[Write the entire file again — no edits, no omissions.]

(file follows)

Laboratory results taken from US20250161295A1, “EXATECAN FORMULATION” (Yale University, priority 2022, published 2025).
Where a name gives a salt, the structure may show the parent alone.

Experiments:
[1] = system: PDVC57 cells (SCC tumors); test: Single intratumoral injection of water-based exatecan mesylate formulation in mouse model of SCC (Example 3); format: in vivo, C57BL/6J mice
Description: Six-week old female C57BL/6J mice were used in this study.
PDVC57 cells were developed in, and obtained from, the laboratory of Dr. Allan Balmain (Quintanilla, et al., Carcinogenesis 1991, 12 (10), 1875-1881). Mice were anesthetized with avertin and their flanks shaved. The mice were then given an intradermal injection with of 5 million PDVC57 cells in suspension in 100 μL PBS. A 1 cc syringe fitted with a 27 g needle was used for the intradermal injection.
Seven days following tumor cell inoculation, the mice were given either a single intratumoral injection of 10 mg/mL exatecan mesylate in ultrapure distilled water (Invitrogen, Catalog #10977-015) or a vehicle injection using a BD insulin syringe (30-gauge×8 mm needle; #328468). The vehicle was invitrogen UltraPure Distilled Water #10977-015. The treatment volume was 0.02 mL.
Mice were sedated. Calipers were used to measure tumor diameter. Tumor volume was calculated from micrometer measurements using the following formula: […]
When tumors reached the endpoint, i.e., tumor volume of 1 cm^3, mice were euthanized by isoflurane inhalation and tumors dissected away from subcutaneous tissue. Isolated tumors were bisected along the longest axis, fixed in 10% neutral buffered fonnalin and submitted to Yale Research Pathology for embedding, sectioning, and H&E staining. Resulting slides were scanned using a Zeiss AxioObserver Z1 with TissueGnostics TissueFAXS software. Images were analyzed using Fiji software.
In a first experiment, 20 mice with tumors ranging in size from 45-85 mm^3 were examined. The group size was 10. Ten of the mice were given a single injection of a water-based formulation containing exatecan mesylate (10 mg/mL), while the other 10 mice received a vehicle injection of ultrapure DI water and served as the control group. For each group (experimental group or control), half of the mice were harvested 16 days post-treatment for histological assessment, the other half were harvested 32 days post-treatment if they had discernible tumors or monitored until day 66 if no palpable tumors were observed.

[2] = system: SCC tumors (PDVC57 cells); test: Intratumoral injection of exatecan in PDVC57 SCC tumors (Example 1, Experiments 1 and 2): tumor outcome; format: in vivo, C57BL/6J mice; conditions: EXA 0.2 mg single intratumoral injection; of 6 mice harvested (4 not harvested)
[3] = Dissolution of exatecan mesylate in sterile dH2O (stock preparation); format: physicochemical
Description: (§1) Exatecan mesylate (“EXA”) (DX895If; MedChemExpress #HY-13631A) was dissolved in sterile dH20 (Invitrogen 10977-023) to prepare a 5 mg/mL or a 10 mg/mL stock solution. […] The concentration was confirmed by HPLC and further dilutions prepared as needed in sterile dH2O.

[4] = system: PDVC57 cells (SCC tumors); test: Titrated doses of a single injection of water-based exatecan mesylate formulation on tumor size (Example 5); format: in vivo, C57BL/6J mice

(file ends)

Laboratory results taken from US20250161295A1, “EXATECAN FORMULATION” (Yale University, priority 2022, published 2025).
Where a name gives a salt, the structure may show the parent alone.

Experiments:
[1] = system: PDVC57 cells (SCC tumors); test: Single intratumoral injection of water-based exatecan mesylate formulation in mouse model of SCC (Example 3); format: in vivo, C57BL/6J mice
Description: Six-week old female C57BL/6J mice were used in this study.
PDVC57 cells were developed in, and obtained from, the laboratory of Dr. Allan Balmain (Quintanilla, et al., Carcinogenesis 1991, 12 (10), 1875-1881). Mice were anesthetized with avertin and their flanks shaved. The mice were then given an intradermal injection with of 5 million PDVC57 cells in suspension in 100 μL PBS. A 1 cc syringe fitted with a 27 g needle was used for the intradermal injection.
Seven days following tumor cell inoculation, the mice were given either a single intratumoral injection of 10 mg/mL exatecan mesylate in ultrapure distilled water (Invitrogen, Catalog #10977-015) or a vehicle injection using a BD insulin syringe (30-gauge×8 mm needle; #328468). The vehicle was invitrogen UltraPure Distilled Water #10977-015. The treatment volume was 0.02 mL.
Mice were sedated. Calipers were used to measure tumor diameter. Tumor volume was calculated from micrometer measurements using the following formula: […]
When tumors reached the endpoint, i.e., tumor volume of 1 cm^3, mice were euthanized by isoflurane inhalation and tumors dissected away from subcutaneous tissue. Isolated tumors were bisected along the longest axis, fixed in 10% neutral buffered fonnalin and submitted to Yale Research Pathology for embedding, sectioning, and H&E staining. Resulting slides were scanned using a Zeiss AxioObserver Z1 with TissueGnostics TissueFAXS software. Images were analyzed using Fiji software.
In a first experiment, 20 mice with tumors ranging in size from 45-85 mm^3 were examined. The group size was 10. Ten of the mice were given a single injection of a water-based formulation containing exatecan mesylate (10 mg/mL), while the other 10 mice received a vehicle injection of ultrapure DI water and served as the control group. For each group (experimental group or control), half of the mice were harvested 16 days post-treatment for histological assessment, the other half were harvested 32 days post-treatment if they had discernible tumors or monitored until day 66 if no palpable tumors were observed.

[2] = system: SCC tumors (PDVC57 cells); test: Intratumoral injection of exatecan in PDVC57 SCC tumors (Example 1, Experiments 1 and 2): tumor outcome; format: in vivo, C57BL/6J mice; conditions: EXA 0.2 mg single intratumoral injection; of 6 mice harvested (4 not harvested)
[3] = Dissolution of exatecan mesylate in sterile dH2O (stock preparation); format: physicochemical
Description: (§1) Exatecan mesylate (“EXA”) (DX895If; MedChemExpress #HY-13631A) was dissolved in sterile dH20 (Invitrogen 10977-023) to prepare a 5 mg/mL or a 10 mg/mL stock solution. […] The concentration was confirmed by HPLC and further dilutions prepared as needed in sterile dH2O.

[4] = system: PDVC57 cells (SCC tumors); test: Titrated doses of a single injection of water-based exatecan mesylate formulation on tumor size (Example 5); format: in vivo, C57BL/6J mice